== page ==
Green Hell: Massacre of the Brazilian Indians by Lucien Bodard
An excerpt from the book Green Hell: Massacre of the Brazillian Indians by Lucien Bodard a look at the Indians in the Amazon.
GREEN HELL: MASSACRE OF THE BRAZILIAN INDIANS by Lucien Bodard. New York: Outer-bridge and Dienstfrey; E. P. Dutton and Company, 1971.
About the Book: The fantastic world of the Amazonian forest, a green hell where all is possible, is compassionately described by one of France's foremost journalists. The current "opening" of the interior is set against a rush of earlier events-slavery, rubber, gold, and diamonds-all of which led to the decimation of human lives. Incredible as some of the accounts seem, one truth powerfully confronts the reader: Brasilia itself is a monument to the destruction of the Indians.
From the Book:
Four hundred years of death. In the early days, for one or two centuries, the civilized made fantastic efforts to tame the Indians and get something useful out of them. The settlers wanted to use their bodies for hard labor in their plantations and mines. The men of God, while trying to save their bodies, wished to acquire their souls. First it was the Indians' arrows, and later their resistance (through a passivity equivalent to suicide), that touched off the whites' rage. So the whites killed. No living Indian had brought them any gain, except for the women who brought into the world those dour, tragic and abandoned half-castes who were eventually to become the instruments for liquidating other Indians.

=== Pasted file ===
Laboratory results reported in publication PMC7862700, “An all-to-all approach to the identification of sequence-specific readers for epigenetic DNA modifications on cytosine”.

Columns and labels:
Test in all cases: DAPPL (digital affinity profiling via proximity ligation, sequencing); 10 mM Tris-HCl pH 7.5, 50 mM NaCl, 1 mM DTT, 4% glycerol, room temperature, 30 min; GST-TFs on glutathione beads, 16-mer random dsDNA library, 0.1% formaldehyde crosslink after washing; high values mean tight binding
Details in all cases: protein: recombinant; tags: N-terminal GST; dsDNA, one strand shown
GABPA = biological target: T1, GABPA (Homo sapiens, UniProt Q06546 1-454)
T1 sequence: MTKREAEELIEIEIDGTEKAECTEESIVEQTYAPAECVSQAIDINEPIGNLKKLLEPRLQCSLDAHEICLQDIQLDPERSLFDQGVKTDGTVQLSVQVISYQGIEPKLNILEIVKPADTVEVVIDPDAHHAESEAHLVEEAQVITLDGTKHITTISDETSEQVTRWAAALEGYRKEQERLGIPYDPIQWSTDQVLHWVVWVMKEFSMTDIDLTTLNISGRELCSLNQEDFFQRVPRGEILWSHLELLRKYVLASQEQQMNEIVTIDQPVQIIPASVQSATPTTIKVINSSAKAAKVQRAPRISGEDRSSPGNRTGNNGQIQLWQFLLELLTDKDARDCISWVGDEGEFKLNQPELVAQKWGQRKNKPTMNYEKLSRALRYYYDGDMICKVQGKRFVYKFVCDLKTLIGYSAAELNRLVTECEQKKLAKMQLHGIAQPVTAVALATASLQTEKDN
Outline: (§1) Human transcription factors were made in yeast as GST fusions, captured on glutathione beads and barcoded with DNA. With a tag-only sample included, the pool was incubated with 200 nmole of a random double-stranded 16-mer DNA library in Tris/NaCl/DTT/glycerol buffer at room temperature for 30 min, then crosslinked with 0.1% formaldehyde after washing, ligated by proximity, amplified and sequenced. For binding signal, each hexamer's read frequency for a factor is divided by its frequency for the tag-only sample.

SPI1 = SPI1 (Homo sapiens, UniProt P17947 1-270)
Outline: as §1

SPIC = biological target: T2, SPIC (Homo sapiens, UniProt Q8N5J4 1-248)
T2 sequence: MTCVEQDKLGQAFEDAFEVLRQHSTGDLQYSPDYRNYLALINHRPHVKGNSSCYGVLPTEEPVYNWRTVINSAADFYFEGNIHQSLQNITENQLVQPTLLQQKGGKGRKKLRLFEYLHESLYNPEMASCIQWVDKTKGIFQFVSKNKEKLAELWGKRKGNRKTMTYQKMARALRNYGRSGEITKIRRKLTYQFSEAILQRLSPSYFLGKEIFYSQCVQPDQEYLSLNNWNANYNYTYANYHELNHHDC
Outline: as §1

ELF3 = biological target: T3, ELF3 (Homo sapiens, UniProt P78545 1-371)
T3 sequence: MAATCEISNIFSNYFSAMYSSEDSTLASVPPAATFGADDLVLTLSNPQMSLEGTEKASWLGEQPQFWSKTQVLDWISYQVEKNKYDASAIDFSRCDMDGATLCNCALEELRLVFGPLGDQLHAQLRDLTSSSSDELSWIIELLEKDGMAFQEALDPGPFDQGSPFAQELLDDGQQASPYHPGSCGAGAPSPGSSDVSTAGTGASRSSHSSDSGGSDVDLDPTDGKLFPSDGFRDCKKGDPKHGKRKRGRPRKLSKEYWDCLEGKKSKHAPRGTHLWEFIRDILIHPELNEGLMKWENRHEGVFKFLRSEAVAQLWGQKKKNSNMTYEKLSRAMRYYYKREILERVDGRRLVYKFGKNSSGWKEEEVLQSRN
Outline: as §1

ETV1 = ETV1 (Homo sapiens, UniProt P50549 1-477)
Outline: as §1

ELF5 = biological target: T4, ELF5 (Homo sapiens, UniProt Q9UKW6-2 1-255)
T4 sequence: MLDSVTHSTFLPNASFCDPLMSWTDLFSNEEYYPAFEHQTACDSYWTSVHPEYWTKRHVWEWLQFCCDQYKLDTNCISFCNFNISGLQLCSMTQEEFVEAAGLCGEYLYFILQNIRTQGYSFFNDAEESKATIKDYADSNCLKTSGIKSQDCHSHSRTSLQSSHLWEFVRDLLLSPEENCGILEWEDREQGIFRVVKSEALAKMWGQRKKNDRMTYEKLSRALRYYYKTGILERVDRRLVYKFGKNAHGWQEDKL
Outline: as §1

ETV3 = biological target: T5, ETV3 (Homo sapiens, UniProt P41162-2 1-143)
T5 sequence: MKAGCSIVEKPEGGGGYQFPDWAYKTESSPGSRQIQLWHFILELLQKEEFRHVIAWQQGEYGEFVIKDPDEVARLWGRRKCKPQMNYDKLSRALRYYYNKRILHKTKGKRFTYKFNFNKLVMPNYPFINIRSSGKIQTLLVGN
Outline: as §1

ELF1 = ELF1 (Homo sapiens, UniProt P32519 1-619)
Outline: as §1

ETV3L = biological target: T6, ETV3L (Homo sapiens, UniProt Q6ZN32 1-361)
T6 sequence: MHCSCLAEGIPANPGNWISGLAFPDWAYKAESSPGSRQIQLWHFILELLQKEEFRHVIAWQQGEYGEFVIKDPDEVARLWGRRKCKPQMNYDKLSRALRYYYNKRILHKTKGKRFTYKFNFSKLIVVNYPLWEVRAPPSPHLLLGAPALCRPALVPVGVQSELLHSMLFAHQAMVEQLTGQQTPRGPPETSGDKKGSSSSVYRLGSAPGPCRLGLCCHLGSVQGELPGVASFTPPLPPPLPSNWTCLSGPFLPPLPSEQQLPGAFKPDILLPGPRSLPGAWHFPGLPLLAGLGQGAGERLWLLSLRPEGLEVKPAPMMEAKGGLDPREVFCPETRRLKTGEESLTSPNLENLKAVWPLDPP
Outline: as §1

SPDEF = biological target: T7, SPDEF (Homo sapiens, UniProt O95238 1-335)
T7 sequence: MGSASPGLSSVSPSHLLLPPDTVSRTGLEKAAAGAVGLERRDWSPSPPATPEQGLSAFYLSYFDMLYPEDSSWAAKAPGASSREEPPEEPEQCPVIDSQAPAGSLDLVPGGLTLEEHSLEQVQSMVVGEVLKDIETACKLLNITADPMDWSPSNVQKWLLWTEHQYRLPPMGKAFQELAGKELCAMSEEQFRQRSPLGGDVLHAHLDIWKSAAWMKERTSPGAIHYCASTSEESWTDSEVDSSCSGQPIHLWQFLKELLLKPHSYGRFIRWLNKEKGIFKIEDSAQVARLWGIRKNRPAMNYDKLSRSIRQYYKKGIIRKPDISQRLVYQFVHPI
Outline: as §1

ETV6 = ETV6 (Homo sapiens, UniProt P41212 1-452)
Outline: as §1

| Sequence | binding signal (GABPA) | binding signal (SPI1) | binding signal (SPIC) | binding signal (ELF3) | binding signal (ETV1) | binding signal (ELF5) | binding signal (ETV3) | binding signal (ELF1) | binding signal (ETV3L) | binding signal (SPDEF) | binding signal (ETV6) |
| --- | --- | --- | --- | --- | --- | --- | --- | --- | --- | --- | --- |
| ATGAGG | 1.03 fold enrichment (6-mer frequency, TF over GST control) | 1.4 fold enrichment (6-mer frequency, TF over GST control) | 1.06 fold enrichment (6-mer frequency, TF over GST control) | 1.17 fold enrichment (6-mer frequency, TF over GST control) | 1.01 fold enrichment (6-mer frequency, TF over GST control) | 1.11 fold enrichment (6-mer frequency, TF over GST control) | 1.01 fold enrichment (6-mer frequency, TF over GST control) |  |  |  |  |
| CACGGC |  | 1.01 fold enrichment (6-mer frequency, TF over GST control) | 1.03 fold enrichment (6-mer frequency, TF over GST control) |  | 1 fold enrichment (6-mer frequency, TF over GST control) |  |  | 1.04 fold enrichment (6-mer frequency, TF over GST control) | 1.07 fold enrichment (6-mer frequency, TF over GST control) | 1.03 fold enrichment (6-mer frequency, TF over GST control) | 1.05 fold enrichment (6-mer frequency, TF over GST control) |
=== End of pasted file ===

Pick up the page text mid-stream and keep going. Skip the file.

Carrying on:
As a matter of fact . . . aerial bombardment and the manhunt are frowned upon by the connoisseurs. According to them, one receives better value by proceeding, these days, with the gentle approach, by strychnine or smallpox. It is more efficient, yet less obvious. In Rondonia, how many little Indians died without any fuss, after sucking candy! Brutal killers, the Chico Luises and their ilk, pursue an outmoded profession. So much better to have an intelligent, good-hearted white to go to the tribes in the very heart of the jungle! He must first win the confidence of the Indians. A long and delicate task. He avoids arousing their suspicion by an excess of gifts, proposing trade instead. He says to the Indians: "Kill the animals for me and give me their furs; collect gold from the river, and in exchange, I'll bring you sacks of salt and sugar." The deal is made: for several hundred skins and several pounds of precious metal, the Indians get tons and tons of salt and sugar--impregnated with arsenic. The white removes himself before the Indians begin to eat and die. It is to his interest to leave fast.
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